Bratwurst sizzles for big crowd at Oktoberfest in downtown

DEAN HUMPHREY/The Daily Sentinel—Benjamin, Troy Fiedler’s, wiener dog, right, is curious about Bruno, Donnie Alexander’s 200-pound Great Dane, at the Oktoberfest celebration in downtown Grand Junction on Saturday. Because the event featured a wiener dog race, many festivalgoers brought their dogs.



You couldn’t swing a dachshund on Colorado Avenue Saturday without hitting a man in “lederhosen,” the colorful shorts with suspenders that are the traditional peasant-wear of Bavaria.

The fashion at Grand Junction’s 2013 Oktoberfest was as loud as the polka band, Alpine Echo, which had mein Daman und Herren kicking up their heels.

Bratwurst sizzled in the autumn sunshine and dripped down the chins of smiling children like Elija Byson, 5, who spent most of the day downtown with his family.

Equally happy were the parents, many who occasionally paused to wipe the froth of adult beverages from their upper lips.

It was definitely a family affair.

About 2,000 people had joined the party by 4 p.m., said Mathew Schwartz, events supervisor for Lone Star Security and Safety Services, the firm in charge of maintaining order.

“This is a nice crowd. It’s pretty family oriented,” Schwartz said.

According to Jim Witt, former Grand Junction High School German teacher and President of the German-American Club, Oktoberfest is an excellent opportunity to learn about German culture, which, among other things, gave the world bratwurst and Brahms, Porsche and pumpernickel and hefeweizen and Heisenberg (the physicist, not the fictional methamphetamine maker).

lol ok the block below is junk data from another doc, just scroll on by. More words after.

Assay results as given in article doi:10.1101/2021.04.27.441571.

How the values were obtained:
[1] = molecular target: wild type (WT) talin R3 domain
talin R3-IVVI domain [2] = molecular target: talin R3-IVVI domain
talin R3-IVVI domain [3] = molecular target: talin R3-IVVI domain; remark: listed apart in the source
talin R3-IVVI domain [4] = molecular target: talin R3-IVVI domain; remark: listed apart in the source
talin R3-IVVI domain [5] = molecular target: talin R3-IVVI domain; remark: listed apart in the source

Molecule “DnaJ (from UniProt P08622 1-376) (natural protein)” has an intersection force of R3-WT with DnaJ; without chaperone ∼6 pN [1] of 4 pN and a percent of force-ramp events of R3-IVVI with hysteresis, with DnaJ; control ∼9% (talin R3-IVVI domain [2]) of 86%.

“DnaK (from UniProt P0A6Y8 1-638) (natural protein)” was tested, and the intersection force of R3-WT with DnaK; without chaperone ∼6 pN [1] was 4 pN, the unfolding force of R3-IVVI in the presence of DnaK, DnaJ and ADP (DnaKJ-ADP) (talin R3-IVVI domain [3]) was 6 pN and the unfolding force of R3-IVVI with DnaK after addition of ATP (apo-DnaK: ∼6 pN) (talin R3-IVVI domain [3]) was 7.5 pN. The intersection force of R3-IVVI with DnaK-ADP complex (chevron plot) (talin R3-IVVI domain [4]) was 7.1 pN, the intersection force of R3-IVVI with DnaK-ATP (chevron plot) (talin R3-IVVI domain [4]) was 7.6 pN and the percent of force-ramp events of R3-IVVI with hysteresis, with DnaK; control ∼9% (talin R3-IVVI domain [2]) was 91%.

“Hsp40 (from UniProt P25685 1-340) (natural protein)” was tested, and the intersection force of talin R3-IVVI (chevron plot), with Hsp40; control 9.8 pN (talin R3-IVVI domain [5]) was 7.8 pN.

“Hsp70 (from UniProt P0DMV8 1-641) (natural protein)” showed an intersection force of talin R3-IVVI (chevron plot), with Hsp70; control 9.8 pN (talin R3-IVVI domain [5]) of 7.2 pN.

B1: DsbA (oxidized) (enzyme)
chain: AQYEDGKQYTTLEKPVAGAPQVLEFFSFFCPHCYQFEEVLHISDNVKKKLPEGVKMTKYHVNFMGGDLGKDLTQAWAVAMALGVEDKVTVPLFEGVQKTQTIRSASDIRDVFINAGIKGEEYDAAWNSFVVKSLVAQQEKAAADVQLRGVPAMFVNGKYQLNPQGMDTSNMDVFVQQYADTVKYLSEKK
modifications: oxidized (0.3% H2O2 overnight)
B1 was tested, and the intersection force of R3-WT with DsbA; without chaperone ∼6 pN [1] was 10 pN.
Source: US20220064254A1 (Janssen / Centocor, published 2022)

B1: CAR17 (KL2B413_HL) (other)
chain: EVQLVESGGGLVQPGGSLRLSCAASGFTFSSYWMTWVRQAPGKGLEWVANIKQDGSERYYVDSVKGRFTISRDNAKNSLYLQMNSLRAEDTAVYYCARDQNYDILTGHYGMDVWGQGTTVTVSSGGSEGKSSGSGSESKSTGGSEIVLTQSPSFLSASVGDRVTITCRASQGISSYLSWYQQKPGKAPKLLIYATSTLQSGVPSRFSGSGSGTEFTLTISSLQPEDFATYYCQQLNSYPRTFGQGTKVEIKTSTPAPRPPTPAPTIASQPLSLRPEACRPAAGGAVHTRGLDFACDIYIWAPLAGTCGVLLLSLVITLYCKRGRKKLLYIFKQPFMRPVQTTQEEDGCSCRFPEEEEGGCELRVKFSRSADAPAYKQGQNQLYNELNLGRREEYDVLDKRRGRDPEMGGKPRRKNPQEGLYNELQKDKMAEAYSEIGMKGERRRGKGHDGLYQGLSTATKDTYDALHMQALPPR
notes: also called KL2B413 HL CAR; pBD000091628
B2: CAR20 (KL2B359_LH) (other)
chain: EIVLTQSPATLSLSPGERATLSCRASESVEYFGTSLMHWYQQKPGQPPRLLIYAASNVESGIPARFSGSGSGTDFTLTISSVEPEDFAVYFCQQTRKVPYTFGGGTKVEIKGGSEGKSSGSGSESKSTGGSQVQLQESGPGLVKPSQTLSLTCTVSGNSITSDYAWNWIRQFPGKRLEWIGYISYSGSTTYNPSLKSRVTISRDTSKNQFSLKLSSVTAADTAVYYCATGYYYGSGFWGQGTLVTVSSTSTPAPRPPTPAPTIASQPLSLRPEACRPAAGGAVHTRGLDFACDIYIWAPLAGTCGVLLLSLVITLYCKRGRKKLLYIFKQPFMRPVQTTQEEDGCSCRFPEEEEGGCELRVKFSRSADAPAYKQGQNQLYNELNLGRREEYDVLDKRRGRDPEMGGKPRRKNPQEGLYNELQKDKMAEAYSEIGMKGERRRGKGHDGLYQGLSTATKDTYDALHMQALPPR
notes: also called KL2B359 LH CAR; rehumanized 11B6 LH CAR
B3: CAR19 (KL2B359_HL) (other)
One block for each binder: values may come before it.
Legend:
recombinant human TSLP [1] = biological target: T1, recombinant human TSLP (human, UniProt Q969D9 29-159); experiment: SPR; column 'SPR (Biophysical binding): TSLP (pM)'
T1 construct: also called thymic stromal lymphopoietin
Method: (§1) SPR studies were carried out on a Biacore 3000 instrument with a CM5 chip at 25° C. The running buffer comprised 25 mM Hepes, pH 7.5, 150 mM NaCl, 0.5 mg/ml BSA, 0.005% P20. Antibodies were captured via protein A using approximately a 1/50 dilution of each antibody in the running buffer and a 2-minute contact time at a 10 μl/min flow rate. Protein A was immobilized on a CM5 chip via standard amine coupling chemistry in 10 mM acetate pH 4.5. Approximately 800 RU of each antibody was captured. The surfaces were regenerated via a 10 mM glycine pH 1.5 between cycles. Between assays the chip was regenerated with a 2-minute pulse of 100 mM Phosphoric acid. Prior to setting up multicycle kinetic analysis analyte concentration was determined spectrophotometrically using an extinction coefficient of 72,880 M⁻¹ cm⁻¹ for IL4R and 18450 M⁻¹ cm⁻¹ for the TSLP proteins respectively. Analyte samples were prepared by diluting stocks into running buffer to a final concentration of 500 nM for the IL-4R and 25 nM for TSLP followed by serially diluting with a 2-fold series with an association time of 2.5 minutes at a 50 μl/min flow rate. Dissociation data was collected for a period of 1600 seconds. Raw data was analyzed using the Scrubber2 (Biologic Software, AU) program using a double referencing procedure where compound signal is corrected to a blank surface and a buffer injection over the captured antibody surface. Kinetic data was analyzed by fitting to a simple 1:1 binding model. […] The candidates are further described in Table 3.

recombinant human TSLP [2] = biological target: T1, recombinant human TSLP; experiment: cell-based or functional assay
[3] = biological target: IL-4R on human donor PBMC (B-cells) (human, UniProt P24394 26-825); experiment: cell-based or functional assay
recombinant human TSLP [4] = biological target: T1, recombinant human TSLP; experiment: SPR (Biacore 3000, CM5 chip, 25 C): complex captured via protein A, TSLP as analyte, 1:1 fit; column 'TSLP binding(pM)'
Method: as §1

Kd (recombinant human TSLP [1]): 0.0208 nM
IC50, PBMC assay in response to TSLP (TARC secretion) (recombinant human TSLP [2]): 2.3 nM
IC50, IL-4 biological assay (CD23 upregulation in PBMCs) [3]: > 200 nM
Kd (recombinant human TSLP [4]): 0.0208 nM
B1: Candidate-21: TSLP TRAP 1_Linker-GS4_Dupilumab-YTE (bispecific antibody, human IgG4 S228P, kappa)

For others, the street party was simply a reason to have fun.

Shauna Cozzens, owner of Real Deal on Home Decor, 518 Colorado Ave., said Oktoberfest brought plenty of potential customers through her store, double the traffic of a normal Saturday.

“Lots of new faces and lots of people through the door,” Cozzens said.

Emily Farrington, of Grand Junction, was dragged among the tents and booths by her 10-year-old dachsund, Chopper, who sniffed about for stray sausages and was never offended by the epithet, “wiener dog,” Farrington said.

Linsey Ortiz, 17, and Angela Lind, 16, both of Fruita Monument High School, Megan Host, 18, and Payton Bourdette, 18, both of Grand Junction High School, and Isabella Carter, 17, of Central High School, who all earn college credit in medical preparation classes at Western Colorado Community College, were on hand to provide first aid if needed.

Fortunately, by 4 p.m., only one incident required their attention. An 85-year-old woman on oxygen fell to the ground.

“We just got her up and made sure she was OK and she went on her way,” said Darren Oxford, an emergency medical technician who teaches the girls at WCCC.

Ty Olsen, dressed in green lederhosen and deep frying Twinkies for Premier Concessions, said, “We’ve been slam busy. The people have been great.”

Mawusi Danso, 12, of East Middle School, and her brother, Desmond Danso, 6, of Chipeta Elementary School, said they liked the music, but preferred the funnel cakes.

Sporting a handsome, 7-inch tall Mohican hair cut, Austyn Godat, 18, of Arvada, and his stepsister, Sarah Trimboli, 14, of Grand Junction High School, both metal heads, broke into the chicken dance on cue from Alpine Echo.

“When people get together like this it’s fun,” Godat said. “It’s Oktoberfest.”


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